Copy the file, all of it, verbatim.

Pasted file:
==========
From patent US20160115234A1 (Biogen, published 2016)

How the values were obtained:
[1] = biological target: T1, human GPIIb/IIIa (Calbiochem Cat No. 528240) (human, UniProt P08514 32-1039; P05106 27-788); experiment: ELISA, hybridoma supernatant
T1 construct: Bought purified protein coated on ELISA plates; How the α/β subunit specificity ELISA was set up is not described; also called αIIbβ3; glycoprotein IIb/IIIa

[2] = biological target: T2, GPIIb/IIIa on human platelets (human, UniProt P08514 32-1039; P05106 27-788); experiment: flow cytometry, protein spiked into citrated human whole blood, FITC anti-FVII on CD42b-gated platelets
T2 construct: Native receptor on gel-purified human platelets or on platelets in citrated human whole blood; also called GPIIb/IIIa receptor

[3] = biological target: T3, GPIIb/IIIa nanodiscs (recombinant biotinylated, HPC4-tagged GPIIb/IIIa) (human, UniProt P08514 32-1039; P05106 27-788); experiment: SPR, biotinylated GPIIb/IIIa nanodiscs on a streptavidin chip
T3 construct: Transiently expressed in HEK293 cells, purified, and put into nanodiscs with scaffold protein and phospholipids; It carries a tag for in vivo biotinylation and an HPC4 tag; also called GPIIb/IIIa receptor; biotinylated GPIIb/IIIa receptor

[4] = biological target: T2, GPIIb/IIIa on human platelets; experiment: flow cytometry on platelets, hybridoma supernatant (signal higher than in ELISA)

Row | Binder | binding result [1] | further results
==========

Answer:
From patent US20160115234A1 (Biogen, published 2016)

How the values were obtained:
[1] = biological target: T1, human GPIIb/IIIa (Calbiochem Cat No. 528240) (human, UniProt P08514 32-1039; P05106 27-788); experiment: ELISA, hybridoma supernatant
T1 construct: Bought purified protein coated on ELISA plates; How the α/β subunit specificity ELISA was set up is not described; also called αIIbβ3; glycoprotein IIb/IIIa

[2] = biological target: T2, GPIIb/IIIa on human platelets (human, UniProt P08514 32-1039; P05106 27-788); experiment: flow cytometry, protein spiked into citrated human whole blood, FITC anti-FVII on CD42b-gated platelets
T2 construct: Native receptor on gel-purified human platelets or on platelets in citrated human whole blood; also called GPIIb/IIIa receptor

[3] = biological target: T3, GPIIb/IIIa nanodiscs (recombinant biotinylated, HPC4-tagged GPIIb/IIIa) (human, UniProt P08514 32-1039; P05106 27-788); experiment: SPR, biotinylated GPIIb/IIIa nanodiscs on a streptavidin chip
T3 construct: Transiently expressed in HEK293 cells, purified, and put into nanodiscs with scaffold protein and phospholipids; It carries a tag for in vivo biotinylation and an HPC4 tag; also called GPIIb/IIIa receptor; biotinylated GPIIb/IIIa receptor

[4] = biological target: T2, GPIIb/IIIa on human platelets; experiment: flow cytometry on platelets, hybridoma supernatant (signal higher than in ELISA)

Row | Binder | binding result [1] | further results